What the hell happened in this issue? Sure, sure it's a variation on the old war-horse, the recruitment issue. There was a moment, on page 17, when they went to pick up the Shadow Theif, where the whole house of cards fell for me. I couldn't even follow the book all of a sudden. That may be my fault, maybe my brain just shut down to avoid further pain...

I need to drop this book. Bagley's gone, there's no reason to hang on.

The Spirit #11
There's always a danger in bringing honest-to-God, real-word problems into a fantasy world. It's hard to seriously talk about, say Nuclear poliferation, in a world with a Superman. The Spirit, however, doesn't have this problem. From the strips inception with Will Eisner, it's always been more about people, and the city, than simple cheap thrills. Eisner loved the people of New York, and that's who he told stories about.

So, this new Spirit adventure, tied to the underworld of human trafficing, feel right. The writing and art have been uniformly solid since issue one, and this title, sales notwithstanding, is one of DC's jewels again.


Detective Comics #847
A really, really solid Commissioner Gordon-centered issue. I don't know if any of these issues with James Gordon, Jr. were established before this story, or if they're a retcon. Doesn't matter, what a great idea, and super well executed, too. From the great script by Scott Snyder to the Mazuchelli-style artwork by Francesco Francavilla, this all feels well done and well packaged. This is the right talent for this story. I cannot wait to see where this goes.

Well done, guys.

It's also one of the best Batman covers in a good, long while. Excellent stuff all around.

Captain America #615
Well, that was....

Pretty much what I expected to happen. We can't sully a character like Captain America, even a replacement Captain America, but the character also demands that he take responsibility for his own actions. I've said it time and time again, I really do like how Brubaker and Guice are telling this tale, but, much like what's going on with the Batman titles, once the real deal is back on the scene, you kinda get antsy for the inevitable to just happen. I mean, does anybody think Steve Rogers won't be Captain America again? Does anybody thing Bruce Wayne won't be the sole Batman again? The answer is no.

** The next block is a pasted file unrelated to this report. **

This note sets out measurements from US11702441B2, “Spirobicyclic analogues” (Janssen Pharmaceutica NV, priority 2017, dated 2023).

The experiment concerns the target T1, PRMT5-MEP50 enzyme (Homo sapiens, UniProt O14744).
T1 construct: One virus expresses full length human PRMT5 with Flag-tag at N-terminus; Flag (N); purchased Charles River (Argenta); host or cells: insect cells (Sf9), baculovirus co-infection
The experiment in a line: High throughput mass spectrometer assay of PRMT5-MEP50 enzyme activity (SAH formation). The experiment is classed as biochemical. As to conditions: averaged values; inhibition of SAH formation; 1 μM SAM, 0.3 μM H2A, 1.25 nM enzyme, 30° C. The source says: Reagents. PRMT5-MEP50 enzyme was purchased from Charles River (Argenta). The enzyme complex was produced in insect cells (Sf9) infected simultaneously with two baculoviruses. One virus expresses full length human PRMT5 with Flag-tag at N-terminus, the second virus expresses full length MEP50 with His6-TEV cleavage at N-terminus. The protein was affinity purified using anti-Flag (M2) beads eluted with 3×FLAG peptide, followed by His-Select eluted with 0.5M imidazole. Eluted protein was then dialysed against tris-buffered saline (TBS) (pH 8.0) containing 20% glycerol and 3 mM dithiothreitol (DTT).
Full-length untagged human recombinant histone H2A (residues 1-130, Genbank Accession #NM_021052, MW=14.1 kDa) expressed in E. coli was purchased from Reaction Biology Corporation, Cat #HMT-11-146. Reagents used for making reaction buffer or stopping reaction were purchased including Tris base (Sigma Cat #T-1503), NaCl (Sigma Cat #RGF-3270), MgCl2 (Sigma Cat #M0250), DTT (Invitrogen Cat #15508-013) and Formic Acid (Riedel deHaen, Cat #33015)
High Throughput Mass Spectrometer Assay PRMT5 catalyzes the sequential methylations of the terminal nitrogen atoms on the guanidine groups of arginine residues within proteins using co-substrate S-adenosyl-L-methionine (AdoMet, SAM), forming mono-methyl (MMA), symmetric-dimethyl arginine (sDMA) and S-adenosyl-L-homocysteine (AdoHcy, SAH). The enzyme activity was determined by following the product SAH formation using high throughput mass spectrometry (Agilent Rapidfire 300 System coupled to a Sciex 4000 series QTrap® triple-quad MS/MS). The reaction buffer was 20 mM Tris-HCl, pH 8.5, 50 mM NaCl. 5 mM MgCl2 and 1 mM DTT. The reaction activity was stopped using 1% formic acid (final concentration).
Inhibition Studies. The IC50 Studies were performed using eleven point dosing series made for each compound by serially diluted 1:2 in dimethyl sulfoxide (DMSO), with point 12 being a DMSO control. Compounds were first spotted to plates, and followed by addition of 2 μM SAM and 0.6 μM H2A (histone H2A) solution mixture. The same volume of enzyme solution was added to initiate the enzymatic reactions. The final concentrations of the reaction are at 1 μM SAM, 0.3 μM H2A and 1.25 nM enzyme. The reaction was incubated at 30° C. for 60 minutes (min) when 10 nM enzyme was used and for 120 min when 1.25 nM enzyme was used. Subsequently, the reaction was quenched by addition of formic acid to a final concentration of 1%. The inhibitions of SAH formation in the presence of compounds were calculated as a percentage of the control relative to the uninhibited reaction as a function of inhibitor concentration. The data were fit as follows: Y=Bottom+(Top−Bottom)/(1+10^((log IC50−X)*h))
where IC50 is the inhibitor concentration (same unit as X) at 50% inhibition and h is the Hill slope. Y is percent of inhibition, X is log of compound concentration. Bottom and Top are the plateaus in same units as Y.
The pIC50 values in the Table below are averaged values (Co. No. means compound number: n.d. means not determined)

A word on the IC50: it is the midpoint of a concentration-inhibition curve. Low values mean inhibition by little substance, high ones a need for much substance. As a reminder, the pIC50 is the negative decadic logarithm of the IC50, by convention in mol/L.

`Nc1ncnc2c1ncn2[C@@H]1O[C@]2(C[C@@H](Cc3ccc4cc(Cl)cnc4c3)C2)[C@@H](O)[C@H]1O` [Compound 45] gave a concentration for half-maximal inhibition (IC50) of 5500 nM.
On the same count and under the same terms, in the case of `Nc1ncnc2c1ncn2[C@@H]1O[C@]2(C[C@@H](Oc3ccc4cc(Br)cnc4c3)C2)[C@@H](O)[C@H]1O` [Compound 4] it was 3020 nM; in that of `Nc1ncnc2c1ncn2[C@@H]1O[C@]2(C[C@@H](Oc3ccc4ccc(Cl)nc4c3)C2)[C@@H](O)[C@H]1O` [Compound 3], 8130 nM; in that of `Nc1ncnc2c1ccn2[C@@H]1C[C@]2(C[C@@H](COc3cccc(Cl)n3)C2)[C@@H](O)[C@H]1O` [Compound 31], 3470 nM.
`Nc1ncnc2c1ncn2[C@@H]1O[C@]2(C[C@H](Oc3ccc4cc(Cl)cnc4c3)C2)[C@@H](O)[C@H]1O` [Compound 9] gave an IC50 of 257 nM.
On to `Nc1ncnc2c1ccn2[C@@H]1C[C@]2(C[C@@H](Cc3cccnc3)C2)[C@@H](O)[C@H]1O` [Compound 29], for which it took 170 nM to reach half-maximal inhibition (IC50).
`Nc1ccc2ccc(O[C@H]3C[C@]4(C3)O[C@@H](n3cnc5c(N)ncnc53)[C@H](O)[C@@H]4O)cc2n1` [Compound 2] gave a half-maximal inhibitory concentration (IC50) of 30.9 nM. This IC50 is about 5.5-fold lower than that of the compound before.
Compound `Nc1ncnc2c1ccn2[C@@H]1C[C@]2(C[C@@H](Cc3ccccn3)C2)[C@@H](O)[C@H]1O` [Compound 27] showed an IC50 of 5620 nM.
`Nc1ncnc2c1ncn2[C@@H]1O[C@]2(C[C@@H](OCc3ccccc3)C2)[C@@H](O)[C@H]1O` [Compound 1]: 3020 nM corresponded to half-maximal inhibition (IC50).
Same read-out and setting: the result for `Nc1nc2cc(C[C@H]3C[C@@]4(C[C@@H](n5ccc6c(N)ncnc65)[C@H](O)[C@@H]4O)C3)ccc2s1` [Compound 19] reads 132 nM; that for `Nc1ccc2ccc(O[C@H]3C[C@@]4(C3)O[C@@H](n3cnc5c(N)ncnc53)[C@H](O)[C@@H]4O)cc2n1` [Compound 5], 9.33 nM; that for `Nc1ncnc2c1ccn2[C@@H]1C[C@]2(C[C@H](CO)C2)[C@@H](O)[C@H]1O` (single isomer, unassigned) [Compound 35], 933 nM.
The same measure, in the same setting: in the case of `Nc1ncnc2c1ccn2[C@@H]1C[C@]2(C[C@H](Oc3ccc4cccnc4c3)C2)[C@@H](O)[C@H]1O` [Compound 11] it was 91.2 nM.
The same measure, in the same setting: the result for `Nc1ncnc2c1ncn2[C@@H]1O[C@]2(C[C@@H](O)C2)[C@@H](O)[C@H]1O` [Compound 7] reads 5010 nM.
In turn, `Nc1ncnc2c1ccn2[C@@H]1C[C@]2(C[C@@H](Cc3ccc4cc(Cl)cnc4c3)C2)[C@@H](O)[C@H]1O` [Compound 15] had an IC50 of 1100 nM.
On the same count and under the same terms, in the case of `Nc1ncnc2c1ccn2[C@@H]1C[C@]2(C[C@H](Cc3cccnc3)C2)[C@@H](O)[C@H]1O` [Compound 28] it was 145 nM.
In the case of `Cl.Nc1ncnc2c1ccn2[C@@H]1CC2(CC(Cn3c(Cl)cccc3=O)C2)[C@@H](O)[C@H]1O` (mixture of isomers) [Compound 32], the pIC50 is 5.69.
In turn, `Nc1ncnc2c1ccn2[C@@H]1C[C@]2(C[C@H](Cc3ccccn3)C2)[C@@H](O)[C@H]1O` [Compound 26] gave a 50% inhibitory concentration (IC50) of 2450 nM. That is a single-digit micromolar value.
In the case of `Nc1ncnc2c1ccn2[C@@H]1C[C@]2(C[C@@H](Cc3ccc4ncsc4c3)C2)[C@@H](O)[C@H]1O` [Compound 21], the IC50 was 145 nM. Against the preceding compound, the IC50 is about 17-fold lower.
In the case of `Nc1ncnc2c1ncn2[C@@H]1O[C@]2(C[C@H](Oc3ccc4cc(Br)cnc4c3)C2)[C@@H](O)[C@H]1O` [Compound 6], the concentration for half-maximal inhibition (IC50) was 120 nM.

I also am no fan of Sin as the new Red Skull. Maybe that's just me.

Ultimate Comics Spider-Man #154
The way Bendis used to be on Powers, where every issue felt handed down from on high, with his talent perfectly matched to the material? That's Ultimate Spider-Man, now. I mean, I didn't feel like anything overly relavatory happened, and the conversation with Mary Jane in the last pages seemed a bit silly coming out of the mouth of a kid who's seen the entirety of Manhattan island flooded. That said, it's good stuff, and I love the developing relationship between Peter Parker and Tony Stark.

This is just a great book, and it's been a great book for so long. I suspect it'll continue to be a great book until Bendis leaves it.

Which almost, but doesn't quite, make up for the $3.99 price tag.